Sherri Schwanz

This morning, Kansans learned the Kansas Supreme Court effectively closed the Gannon case, which aimed to reclaim equitable and adequate funding for public schools and students according to the state constitution. In the Gannon case, the court found the legislature failed to meet its constitutional obligation to fund public schools equitably and adequately. The ruling compelled the legislature to work in a bipartisan manner to fully fund public schools and end the “lost decade” for Kansas students shepherded by former Kansas Governor Sam Brownback’s policies.

Governor Laura Kelly has made it a priority to provide full constitutional funding for public schools in Kansas throughout her two terms. We are grateful to have a governor who prioritizes the needs of all Kansas students, rather than favoring partisan politics that only benefit the wealthiest Kansans. Although we acknowledge that the Kansas Legislature has complied with the court’s ruling, it has not been an easy process. We are concerned about the recurrent attempts to reinterpret the ruling and rework school funding in ways that may ultimately require a return to court. Additionally, it is necessary to recognize that while full funding has been achieved in the Gannon case, our state leaders still need to work on providing fully funded special education services in Kansas. Our organization fully supports all efforts to ensure that our public schools receive complete funding and resources, enabling our students to continue learning, growing, and thriving in Kansas.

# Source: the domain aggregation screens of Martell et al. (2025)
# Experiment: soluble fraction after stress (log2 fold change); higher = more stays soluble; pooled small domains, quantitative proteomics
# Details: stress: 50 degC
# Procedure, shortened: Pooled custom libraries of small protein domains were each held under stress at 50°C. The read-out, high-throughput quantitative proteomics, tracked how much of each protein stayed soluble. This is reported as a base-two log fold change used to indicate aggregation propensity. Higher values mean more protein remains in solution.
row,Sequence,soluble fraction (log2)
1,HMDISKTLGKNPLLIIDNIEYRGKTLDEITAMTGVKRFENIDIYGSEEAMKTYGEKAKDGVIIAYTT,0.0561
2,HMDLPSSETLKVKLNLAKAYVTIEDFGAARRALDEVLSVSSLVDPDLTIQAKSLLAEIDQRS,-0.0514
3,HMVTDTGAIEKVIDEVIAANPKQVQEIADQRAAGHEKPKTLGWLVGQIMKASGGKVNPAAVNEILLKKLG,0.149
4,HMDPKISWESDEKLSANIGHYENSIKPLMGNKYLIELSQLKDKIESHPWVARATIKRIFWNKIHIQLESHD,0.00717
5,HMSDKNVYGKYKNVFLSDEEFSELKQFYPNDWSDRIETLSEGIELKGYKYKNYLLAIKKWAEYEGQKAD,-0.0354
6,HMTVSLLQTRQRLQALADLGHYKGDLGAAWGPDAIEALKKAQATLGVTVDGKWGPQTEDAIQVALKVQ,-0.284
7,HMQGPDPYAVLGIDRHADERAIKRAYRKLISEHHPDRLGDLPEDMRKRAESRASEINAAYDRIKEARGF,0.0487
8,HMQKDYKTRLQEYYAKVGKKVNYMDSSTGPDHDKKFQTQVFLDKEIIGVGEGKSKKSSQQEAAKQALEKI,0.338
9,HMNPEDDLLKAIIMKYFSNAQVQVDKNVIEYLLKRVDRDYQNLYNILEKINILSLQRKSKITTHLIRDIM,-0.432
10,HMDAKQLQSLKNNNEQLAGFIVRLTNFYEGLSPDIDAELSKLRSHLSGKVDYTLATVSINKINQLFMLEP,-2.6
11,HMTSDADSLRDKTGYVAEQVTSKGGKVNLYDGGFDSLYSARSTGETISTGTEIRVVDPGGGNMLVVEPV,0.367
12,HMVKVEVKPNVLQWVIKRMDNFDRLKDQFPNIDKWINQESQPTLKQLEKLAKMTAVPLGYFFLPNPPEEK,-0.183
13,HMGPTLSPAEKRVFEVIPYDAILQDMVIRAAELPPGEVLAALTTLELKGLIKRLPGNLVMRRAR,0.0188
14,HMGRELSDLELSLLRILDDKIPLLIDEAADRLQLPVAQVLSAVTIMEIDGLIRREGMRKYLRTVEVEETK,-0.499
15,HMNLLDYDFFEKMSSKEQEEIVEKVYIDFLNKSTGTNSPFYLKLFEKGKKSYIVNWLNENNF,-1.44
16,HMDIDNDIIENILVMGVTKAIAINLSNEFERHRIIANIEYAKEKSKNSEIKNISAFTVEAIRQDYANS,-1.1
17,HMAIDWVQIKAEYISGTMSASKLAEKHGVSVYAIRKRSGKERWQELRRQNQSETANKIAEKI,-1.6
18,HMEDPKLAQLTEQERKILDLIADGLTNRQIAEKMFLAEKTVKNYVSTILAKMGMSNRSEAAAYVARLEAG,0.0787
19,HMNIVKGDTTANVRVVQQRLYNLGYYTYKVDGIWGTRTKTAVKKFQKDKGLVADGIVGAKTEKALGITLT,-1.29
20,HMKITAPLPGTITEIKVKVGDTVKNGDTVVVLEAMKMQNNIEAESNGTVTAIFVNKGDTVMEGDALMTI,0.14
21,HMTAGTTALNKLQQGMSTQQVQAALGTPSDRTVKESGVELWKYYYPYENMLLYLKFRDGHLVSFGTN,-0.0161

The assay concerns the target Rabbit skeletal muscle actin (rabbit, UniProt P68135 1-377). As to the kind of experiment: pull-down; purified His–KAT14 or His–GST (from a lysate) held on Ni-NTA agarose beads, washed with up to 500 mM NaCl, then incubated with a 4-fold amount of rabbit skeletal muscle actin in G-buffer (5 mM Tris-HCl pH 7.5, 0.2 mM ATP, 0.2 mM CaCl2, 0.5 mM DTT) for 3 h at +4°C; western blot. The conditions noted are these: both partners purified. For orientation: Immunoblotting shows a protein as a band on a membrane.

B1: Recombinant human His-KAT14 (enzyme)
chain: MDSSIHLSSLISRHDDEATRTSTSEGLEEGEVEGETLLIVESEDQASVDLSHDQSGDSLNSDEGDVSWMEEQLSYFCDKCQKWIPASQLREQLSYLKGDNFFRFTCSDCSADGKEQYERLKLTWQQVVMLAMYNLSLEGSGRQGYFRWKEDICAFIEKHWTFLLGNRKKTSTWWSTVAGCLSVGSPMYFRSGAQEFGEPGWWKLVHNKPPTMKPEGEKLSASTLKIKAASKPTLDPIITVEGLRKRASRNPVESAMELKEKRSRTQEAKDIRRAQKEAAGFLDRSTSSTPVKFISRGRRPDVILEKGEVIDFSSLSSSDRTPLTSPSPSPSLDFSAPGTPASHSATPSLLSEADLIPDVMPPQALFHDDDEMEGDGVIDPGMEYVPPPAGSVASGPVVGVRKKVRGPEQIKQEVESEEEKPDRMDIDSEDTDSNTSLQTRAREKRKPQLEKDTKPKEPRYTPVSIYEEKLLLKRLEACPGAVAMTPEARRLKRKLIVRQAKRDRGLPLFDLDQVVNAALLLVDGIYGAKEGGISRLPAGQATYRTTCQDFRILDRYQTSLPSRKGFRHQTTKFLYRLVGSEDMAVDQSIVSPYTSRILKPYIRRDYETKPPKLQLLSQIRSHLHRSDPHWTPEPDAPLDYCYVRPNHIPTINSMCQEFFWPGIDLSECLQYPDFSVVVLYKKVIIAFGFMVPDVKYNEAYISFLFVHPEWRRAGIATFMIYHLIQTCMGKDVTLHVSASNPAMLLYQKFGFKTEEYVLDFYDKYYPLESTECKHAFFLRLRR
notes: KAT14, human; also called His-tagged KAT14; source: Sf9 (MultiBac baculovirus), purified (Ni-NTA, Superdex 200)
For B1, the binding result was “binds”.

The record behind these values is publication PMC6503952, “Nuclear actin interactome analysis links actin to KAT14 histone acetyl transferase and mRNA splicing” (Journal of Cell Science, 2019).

Today, we are fortunate to have full constitutional funding for Kansas public schools. However, we are aware this can quickly change. In a time where hyper-partisan politics guides our leaders, we must remain vigilant. Some may see this as an opportunity to revert to Brownback-style policies. As responsible citizens who prioritize the well-being of our state, our communities, and most importantly, our students, we must stay aware, engaged, and ready to advocate.

The “lost decade” under Brownback had a significant impact on the students of Kansas, and its effects can still be felt today. Looking back, it is evident that under-funding our public schools has long-lasting consequences. Currently, we are facing a severe shortage of educators in our state, and this issue has worsened inequality and justice disparities. We should resist any attempt to return to a time when some schools were unable to afford basic necessities such as transportation and textbooks while some schools were forced to close entirely. Instead, we should look forward and use resources to collaborate and solve the real issues educators and students face.

As the Kansas Legislature continues its work to fulfill its constitutional obligation to fund public schools, we urge all educators, parents, community members, and elected officials to stay active and engaged. We should expect our elected representatives to uphold the Kansas Constitution as a matter of duty rather than as a result of judicial enforcement. As tireless and unwavering champions for public education and Kansas students, we will remain focused on ensuring that our elected officials fulfill their responsibilities. Kansas students deserve nothing less.

Sherri Schwanz, President, Kansas NEA